As well as the permitting the development of technical skills, simulation training has also been shown to help individuals achieve fundamental cognitive, technical and behavioral skills when compared to didactic teaching.  It also facilitates an improvement in team working attributes and safety.  The benefit of using simulation training for ECMO has been demonstrated in a number of previous studies. Anderson et al. showed a decreased number of errors in ECMO emergencies in those individuals receiving simulation training.  Similarly, Burkhart et al. showed an improvement in confidence in individuals using ECMO by incorporating simulation training.  Our results are consistent with these prior studies in that we show an improvement in both technical and nontechnical skills for those delegates attending our course.
| Limitations|| |
There are a number of limitations to the current study. The principal aim of the current study was to design an ECMO course that would encompass both training in technical and nontechnical skills. We recognize that the number of the attendees to our course was small and accordingly the results of the feedback need to be interpreted with caution. Although we are able to demonstrate an improvement in perceived knowledge, confidence, leadership and communication skills when dealing with ECMO scenarios, no long-term clinical outcome data were available from our course. It is, therefore, unknown whether attendance at our course resulted in improved patient outcomes. The authors acknowledge that there is only limited data suggesting that simulation training aids the transference of skills into the clinical domain.  Further work is indicated to determine the longer-term effects of simulation training in ECMO and to whether our course has achieved Level 4 of Kirkpatrick evaluating training programs results.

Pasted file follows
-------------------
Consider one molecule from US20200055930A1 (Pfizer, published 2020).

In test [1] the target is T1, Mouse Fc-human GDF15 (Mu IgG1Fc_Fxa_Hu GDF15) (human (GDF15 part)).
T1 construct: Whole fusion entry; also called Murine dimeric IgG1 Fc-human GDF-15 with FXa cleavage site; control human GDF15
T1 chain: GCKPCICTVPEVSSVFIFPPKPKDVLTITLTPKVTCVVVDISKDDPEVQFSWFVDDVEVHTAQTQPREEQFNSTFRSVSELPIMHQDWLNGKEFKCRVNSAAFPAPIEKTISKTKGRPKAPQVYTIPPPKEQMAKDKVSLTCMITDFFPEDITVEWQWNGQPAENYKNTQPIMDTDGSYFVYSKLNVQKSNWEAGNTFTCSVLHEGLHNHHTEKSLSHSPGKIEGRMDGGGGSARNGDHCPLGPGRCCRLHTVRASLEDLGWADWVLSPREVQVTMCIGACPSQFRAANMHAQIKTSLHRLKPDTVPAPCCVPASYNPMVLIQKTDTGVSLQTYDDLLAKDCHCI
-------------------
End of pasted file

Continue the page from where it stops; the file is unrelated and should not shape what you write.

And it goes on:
| Conclusions|| |
We successfully designed and delivered a 1-day simulation-training course in ECMO using expertise from specialists in medical education and intensive care. Our results suggest that training in ECMO can be delivered in a safe environment without compromising patient safety and that such an approach can increase knowledge and confidence among ECMO practitioners. Further studies are indicated to determine whether such training results in improved outcomes for patients receiving ECMO.
| References|| |
Zangrillo A, Landoni G, Biondi-Zoccai G, Greco M, Greco T, Frati G, et al.
A meta-analysis of complications and mortality of extracorporeal membrane oxygenation. Crit Care Resusc 2013;15:172-8.
Likert R. A technique for the measurement of attitudes. Arch Pyschol 1932;140:1-55.
Burkhart HM, Riley JB, Lynch JJ, Suri RM, Greason KL, Joyce LD, et al.
Simulation-based postcardiotomy extracorporeal membrane oxygenation crisis training for thoracic surgery residents. Ann Thorac Surg 2013;95:901-6.
Nimmo GR, Wylie G, Scarth J, Simpson J, Gracie E, Torrance, et al
. Critical events simulation for neonatal and paediatric ECMO. Infant 2008;4:160-2.
Anderson JM, Murphy AA, Boyle KB, Yaeger KA, Halamek LP. Simulating extracorporeal membrane oxygenation emergencies to improve human performance. Part II: Assessment of technical and behavioral skills. Simul Healthc 2006;1:228-32.
Burton KS, Pendergrass TL, Byczkowski TL, Taylor RG, Moyer MR, Falcone RA, et al.
Impact of simulation-based extracorporeal membrane oxygenation training in the simulation laboratory and clinical environment. Simul Healthc 2011;6:284-91.
McGaghie WC, Issenberg SB, Petrusa ER, Scalese RJ. A critical review of simulation-based medical education research: 2003-2009. Med Educ 2010;44:50-63.
Kirkpatrick DL. Techniques for evaluating training programs. J Am Soc Train Dir 1959;13:21-6.
Dr. Roberta Brum
Department of Education and Simulation, Weston Education Centre, Kings College Hospital, London, SE5 9RS
Source of Support: None, Conflict of Interest: None
[Table 1], [Table 2], [Table 3]